* Medvedev to meet French president, prime minister
* Takes aim at France over recognition of Syrian coalition
* Says EU leaders lack energy and will in fighting crisis
By Gleb Bryanski
MOSCOW, Nov 26 Russian Prime Minister Dmitry
Medvedev, speaking before a visit to Paris on Monday, criticised
France's support for the Syrian opposition and accused European
Union leaders of indecisiveness in dealing with the region's
France became the first European power to recognise Syria's
new opposition coalition as the sole representative of its
people and said on Nov. 13 it would look into arming rebels
against President Bashar al-Assad once they formed a government.
Medvedev, who stepped down as president in May to make way
for Vladimir Putin, said such a decision was "unacceptable".
"The desire to change a political regime in another state
through recognition of some political force as the sole
sovereign representative seems to me not entirely civilised,"
Medvedev told French journalists in an interview cleared for
publication on Monday.
Medvedev echoed Putin's statements that Russia takes a
neutral stance and is not seeking to prop up Assad, saying that
"Russia supports neither Assad's regime nor the opposition."
"But ... the question is how right it is to ... decide to
support another political force if that political force is in
direct confrontation with the officially recognised government
of another country. And from the point of view of international
law, it seems to me that is absolutely unacceptable."
Russia and France have been sharply at odds over Syria
during a conflict activists say has killed more than 38,000
people since protests began in March 2011. France and other
Western states have criticised Russia for vetoing three U.N.
Security Council resolutions aimed to pressure Assad.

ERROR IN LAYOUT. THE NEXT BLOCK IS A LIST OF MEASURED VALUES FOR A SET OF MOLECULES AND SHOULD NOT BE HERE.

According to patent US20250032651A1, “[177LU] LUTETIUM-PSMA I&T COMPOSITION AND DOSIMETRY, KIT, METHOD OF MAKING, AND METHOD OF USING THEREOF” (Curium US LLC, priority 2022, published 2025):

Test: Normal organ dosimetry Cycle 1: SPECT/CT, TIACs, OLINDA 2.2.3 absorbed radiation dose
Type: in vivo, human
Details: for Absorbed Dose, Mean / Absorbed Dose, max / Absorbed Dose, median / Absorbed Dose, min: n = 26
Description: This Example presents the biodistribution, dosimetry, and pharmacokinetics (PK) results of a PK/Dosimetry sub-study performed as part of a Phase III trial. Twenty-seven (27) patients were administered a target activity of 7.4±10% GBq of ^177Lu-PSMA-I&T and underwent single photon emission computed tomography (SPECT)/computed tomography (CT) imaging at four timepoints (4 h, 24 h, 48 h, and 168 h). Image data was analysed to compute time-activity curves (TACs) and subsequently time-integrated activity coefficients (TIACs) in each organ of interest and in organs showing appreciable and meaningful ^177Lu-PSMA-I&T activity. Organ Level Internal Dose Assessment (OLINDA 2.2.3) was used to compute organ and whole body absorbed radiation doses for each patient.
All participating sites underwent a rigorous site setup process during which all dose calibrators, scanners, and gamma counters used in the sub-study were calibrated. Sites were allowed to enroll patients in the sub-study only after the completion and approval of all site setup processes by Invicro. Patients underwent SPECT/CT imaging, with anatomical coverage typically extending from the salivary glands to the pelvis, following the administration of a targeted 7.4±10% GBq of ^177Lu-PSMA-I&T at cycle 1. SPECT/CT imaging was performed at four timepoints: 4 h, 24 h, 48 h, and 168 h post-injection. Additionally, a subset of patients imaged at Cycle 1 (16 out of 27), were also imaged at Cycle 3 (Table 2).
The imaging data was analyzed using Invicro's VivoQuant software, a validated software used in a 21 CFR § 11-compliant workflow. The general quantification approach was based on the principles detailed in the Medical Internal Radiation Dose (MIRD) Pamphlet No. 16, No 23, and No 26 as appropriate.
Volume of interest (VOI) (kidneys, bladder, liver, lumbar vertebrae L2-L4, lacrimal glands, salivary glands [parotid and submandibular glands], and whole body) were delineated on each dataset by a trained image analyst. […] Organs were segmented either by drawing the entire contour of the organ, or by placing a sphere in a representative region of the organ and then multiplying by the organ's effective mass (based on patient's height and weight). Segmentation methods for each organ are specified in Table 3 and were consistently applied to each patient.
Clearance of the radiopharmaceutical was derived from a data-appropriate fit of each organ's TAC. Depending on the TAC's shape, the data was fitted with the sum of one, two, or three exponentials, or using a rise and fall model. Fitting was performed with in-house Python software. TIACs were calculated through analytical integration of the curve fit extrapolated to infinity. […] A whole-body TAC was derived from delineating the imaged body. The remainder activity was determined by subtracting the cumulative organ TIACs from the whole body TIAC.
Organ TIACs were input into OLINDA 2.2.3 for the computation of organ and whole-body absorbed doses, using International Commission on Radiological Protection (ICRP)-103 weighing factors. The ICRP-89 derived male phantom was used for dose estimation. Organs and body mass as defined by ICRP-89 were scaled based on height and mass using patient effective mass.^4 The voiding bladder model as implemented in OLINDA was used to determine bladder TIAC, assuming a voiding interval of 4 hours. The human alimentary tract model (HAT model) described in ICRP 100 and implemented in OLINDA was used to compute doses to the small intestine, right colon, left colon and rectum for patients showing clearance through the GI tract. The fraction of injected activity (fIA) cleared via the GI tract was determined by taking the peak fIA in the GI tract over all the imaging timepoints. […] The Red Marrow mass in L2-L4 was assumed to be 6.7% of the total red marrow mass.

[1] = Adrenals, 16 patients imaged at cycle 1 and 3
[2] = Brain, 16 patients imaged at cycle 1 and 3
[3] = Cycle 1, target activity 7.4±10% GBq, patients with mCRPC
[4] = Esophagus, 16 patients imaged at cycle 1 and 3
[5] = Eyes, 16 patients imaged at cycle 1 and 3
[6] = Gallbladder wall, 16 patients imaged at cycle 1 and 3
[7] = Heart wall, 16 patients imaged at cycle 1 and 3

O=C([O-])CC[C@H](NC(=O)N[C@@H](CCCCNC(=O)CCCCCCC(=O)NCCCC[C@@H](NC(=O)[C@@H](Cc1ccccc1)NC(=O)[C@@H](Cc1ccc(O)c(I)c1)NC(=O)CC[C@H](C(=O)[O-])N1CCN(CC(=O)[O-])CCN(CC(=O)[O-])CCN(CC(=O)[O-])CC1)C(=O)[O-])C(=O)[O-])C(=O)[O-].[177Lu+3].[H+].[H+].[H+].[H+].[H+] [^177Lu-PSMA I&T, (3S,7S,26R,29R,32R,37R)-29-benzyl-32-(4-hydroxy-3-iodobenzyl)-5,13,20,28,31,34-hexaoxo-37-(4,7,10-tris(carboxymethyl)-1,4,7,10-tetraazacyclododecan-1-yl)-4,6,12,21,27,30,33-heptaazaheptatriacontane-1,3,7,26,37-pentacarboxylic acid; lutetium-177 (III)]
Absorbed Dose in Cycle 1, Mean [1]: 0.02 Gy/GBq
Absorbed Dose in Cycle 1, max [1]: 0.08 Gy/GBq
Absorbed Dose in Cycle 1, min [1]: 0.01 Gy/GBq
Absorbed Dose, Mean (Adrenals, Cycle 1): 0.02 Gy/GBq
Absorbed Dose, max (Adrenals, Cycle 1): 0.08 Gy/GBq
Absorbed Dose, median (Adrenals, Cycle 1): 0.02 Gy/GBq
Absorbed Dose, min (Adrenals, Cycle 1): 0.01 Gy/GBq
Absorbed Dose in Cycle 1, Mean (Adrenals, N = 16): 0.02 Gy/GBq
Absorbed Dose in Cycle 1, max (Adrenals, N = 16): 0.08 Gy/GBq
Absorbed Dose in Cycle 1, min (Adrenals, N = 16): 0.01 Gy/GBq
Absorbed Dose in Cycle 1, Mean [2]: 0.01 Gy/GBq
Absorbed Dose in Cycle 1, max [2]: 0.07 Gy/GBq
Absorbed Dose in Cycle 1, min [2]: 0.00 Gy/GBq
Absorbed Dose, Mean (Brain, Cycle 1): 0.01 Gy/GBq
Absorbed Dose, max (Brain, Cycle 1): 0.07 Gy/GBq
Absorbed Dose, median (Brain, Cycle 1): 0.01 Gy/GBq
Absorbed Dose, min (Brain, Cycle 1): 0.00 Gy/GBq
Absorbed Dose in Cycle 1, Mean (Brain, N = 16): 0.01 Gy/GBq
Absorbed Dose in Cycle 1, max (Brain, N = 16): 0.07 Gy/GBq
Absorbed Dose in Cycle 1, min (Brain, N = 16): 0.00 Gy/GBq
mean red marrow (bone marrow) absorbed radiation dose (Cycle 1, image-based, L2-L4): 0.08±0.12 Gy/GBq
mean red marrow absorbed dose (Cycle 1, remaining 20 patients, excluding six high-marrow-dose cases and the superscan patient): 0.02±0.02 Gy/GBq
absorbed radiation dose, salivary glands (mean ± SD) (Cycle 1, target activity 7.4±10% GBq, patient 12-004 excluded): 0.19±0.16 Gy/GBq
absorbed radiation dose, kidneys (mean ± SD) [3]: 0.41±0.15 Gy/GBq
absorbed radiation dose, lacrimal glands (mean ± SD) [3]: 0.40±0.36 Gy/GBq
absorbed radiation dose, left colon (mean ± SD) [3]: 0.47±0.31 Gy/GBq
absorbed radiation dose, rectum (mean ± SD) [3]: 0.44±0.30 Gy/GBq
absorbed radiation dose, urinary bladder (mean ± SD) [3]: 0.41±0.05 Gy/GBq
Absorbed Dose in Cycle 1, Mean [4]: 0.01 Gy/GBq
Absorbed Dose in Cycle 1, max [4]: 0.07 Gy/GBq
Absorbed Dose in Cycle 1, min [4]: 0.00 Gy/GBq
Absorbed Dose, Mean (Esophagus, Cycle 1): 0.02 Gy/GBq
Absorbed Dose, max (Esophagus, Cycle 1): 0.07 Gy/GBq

Medvedev is to meet French President Francois Hollande and
Prime Minister Jean-Marc Ayrault during his two-day visit,
the first meeting of an intergovernmental commission since Putin
and Hollande took office in May and Medvedev and Ayrault took up
their posts. Most meetings are expected to occur on Tuesday.
Medvedev said that Russia, which holds 41 percent of its
gold and forex reserves in euros, has been closely following the
crisis management of the EU, which accounts for half of Russia's
"We are following it with suspense because sometime it seems
to us that our European partners lack energy and will in their
decision-making," Medvedev said.
Medvedev also accused France of setting up administrative
barriers for Russian investors, often viewed in the West with
suspicion over the origin of their money made in controversial
privatisations of the 1990s.
"It is time to relax and understand that most Russian
businessmen are law-abiding people who made their money in an
honest way, and this money can be invested in any assets,
including French ones," Medvedev said.
He defended new laws Kremlin critics have described as a
crackdown on dissent since Putin's election to a six-year third
term, and contended Russia has advanced democracy since a wave
of opposition protests began last December by allowing more
parties to contest elections.
Some analysts believe Medvedev may not hold his job for much
longer. But Medvedev said he felt "comfortable" as prime
minister under Putin - a reversal of their roles from 2008-2012,
though Putin was always seen as calling the shots - and repeated
that he did not rule out seeking the presidency again.